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National Center for Ecological Analysis and Synthesis

Distributed Graduate Seminars were a program to cultivate a new generation of scientists with skills in ecological synthesis and collaboration.

They connected graduate students from multiple universities across the country and world, and combined elements of traditional and distributed learning, a model in which resources and instruction are independent of time and place, and built upon the collaborative approach that is a hallmark of our research.

The concept of a distributed graduate seminar emerged directly out of our working group activities, and NCEAS sponsored its last one in 2012.

How it Worked

Principal investigators would propose a research question with data needs too large for one group to tackle independently. Faculty members at participating universities would then conduct graduate seminars that addressed this question. 

Graduate students participating in the individual seminars used previously existing data from their regions, learning to assemble, synthesize, and analyze the data using ecoinformatics tools. At the end of the seminar, faculty leaders and two students from each university would come to NCEAS to participate in a cross-site analysis and synthesis, comparing patterns and results from the various locations.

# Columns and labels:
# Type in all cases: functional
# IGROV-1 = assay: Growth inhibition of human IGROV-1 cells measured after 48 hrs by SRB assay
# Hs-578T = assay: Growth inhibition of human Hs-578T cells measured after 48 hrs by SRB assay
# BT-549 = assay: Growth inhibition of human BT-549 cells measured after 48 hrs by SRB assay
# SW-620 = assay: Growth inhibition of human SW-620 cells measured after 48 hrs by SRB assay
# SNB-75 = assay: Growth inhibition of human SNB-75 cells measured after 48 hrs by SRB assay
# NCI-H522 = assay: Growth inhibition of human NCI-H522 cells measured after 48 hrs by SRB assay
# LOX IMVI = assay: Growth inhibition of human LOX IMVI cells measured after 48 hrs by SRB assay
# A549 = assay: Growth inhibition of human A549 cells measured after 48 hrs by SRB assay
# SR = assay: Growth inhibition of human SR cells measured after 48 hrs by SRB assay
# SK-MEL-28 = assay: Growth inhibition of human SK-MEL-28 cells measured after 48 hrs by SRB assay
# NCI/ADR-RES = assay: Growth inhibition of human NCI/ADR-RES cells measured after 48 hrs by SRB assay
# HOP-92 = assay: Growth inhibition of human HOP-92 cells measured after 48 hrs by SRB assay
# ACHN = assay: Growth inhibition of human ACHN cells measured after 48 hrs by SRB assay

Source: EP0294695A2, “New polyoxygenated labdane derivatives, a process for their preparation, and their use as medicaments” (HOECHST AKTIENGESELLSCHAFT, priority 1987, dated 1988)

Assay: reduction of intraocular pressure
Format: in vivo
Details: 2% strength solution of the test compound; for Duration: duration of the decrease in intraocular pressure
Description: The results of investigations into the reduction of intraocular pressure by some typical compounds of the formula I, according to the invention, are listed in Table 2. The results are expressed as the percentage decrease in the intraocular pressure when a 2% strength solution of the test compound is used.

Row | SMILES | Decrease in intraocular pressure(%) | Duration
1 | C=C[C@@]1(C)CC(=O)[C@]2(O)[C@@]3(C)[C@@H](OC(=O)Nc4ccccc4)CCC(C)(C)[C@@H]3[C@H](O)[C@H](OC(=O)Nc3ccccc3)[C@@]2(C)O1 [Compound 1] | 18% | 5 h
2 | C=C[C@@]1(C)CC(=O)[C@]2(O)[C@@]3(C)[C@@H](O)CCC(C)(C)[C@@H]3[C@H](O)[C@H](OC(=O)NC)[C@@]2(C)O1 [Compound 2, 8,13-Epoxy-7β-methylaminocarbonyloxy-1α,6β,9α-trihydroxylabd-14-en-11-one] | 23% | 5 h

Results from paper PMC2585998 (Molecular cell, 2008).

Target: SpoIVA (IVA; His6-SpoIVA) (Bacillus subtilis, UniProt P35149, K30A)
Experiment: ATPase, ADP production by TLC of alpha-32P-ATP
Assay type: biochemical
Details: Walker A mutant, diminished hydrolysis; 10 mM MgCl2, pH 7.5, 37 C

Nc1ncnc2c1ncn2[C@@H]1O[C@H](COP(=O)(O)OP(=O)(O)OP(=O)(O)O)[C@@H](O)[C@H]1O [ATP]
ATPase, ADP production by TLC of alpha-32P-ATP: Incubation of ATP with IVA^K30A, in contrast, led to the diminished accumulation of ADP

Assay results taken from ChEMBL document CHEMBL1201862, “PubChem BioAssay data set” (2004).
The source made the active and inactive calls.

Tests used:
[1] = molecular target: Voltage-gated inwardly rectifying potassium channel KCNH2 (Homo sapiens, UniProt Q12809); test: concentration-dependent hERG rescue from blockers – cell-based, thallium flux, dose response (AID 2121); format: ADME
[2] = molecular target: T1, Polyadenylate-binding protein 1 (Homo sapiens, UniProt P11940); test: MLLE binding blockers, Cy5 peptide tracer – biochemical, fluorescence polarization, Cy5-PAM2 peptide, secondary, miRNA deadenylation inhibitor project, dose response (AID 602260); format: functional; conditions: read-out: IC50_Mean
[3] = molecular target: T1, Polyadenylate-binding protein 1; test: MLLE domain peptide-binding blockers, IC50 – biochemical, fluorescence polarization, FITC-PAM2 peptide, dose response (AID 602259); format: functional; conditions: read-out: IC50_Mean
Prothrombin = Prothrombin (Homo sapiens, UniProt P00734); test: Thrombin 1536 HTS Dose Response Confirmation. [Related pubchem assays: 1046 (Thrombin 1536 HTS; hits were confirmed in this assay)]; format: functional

The seminars provided students with valuable experience in collaborative research, as well as training in available techniques and tools to acquire, manage, and synthesize multi-scale data. They also demonstrated to the next generation of investigators the importance of shared data and benefits of its availability, as well as the importance of ecological synthesis for scientific discovery.

Faculty leaders benefited from the opportunity to collaborate with their colleagues at widely distributed universities, while engaging in meaningful and creative pedagogy at their home institutions.

Seminars Conducted

Publications About this Program

Andelman, S.J., C.M Bowles, M.R. Willig and R.B. Waide. 2004. Understanding environmental complexity through a distributed knowledge network. BioScience 54(3):240-246. 

Boersma, P. Dee and DeWeerdt, Sarah. 2001. Tapping the ivory tower; how academic-agency partnerships can advance conservation. Conservation Biology in Practice 2(3): 28-32.

Savage, Lisa T. 1998. Innovative national graduate student seminar analyzes habitat conservation plans. Integrative Biology: Issues, News and Reviews 1(2): Pages 45-48.